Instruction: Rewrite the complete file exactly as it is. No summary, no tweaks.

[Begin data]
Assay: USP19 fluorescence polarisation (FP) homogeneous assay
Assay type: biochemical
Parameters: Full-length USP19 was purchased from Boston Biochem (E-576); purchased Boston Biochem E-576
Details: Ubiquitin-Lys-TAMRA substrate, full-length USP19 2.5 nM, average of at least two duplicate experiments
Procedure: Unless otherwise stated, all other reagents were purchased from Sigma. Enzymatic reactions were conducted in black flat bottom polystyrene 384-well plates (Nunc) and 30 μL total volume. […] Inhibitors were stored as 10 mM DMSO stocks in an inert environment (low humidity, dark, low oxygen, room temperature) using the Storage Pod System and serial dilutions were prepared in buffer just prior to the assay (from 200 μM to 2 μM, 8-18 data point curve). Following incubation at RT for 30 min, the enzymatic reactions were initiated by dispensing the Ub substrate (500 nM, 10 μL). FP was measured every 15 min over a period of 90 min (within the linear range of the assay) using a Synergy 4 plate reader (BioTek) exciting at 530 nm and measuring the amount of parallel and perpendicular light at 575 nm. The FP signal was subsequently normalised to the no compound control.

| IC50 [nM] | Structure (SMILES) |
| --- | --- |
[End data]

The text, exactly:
Assay: USP19 fluorescence polarisation (FP) homogeneous assay
Assay type: biochemical
Parameters: Full-length USP19 was purchased from Boston Biochem (E-576); purchased Boston Biochem E-576
Details: Ubiquitin-Lys-TAMRA substrate, full-length USP19 2.5 nM, average of at least two duplicate experiments
Procedure: Unless otherwise stated, all other reagents were purchased from Sigma. Enzymatic reactions were conducted in black flat bottom polystyrene 384-well plates (Nunc) and 30 μL total volume. […] Inhibitors were stored as 10 mM DMSO stocks in an inert environment (low humidity, dark, low oxygen, room temperature) using the Storage Pod System and serial dilutions were prepared in buffer just prior to the assay (from 200 μM to 2 μM, 8-18 data point curve). Following incubation at RT for 30 min, the enzymatic reactions were initiated by dispensing the Ub substrate (500 nM, 10 μL). FP was measured every 15 min over a period of 90 min (within the linear range of the assay) using a Synergy 4 plate reader (BioTek) exciting at 530 nm and measuring the amount of parallel and perpendicular light at 575 nm. The FP signal was subsequently normalised to the no compound control.

| IC50 [nM] | Structure (SMILES) |
| --- | --- |